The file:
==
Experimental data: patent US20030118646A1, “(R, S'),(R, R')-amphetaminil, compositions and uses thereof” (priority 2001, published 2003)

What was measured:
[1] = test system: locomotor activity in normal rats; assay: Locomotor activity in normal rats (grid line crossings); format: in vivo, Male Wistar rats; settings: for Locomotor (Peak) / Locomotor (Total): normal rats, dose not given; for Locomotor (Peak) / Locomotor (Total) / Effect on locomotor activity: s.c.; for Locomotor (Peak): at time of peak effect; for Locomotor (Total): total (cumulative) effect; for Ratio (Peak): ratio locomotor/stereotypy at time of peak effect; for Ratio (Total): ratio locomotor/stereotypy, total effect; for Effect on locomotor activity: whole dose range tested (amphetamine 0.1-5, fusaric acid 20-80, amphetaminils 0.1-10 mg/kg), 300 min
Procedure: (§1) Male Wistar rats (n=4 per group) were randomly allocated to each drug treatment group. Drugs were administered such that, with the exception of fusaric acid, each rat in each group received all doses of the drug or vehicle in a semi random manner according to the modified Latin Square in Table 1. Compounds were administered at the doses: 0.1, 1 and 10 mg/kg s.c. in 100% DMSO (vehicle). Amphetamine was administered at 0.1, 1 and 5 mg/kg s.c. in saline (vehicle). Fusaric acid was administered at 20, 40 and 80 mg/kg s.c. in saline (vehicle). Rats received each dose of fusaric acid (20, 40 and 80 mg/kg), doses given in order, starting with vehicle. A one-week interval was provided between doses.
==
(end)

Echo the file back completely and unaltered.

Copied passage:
Experimental data: patent US20030118646A1, “(R, S'),(R, R')-amphetaminil, compositions and uses thereof” (priority 2001, published 2003)

What was measured:
[1] = test system: locomotor activity in normal rats; assay: Locomotor activity in normal rats (grid line crossings); format: in vivo, Male Wistar rats; settings: for Locomotor (Peak) / Locomotor (Total): normal rats, dose not given; for Locomotor (Peak) / Locomotor (Total) / Effect on locomotor activity: s.c.; for Locomotor (Peak): at time of peak effect; for Locomotor (Total): total (cumulative) effect; for Ratio (Peak): ratio locomotor/stereotypy at time of peak effect; for Ratio (Total): ratio locomotor/stereotypy, total effect; for Effect on locomotor activity: whole dose range tested (amphetamine 0.1-5, fusaric acid 20-80, amphetaminils 0.1-10 mg/kg), 300 min
Procedure: (§1) Male Wistar rats (n=4 per group) were randomly allocated to each drug treatment group. Drugs were administered such that, with the exception of fusaric acid, each rat in each group received all doses of the drug or vehicle in a semi random manner according to the modified Latin Square in Table 1. Compounds were administered at the doses: 0.1, 1 and 10 mg/kg s.c. in 100% DMSO (vehicle). Amphetamine was administered at 0.1, 1 and 5 mg/kg s.c. in saline (vehicle). Fusaric acid was administered at 20, 40 and 80 mg/kg s.c. in saline (vehicle). Rats received each dose of fusaric acid (20, 40 and 80 mg/kg), doses given in order, starting with vehicle. A one-week interval was provided between doses.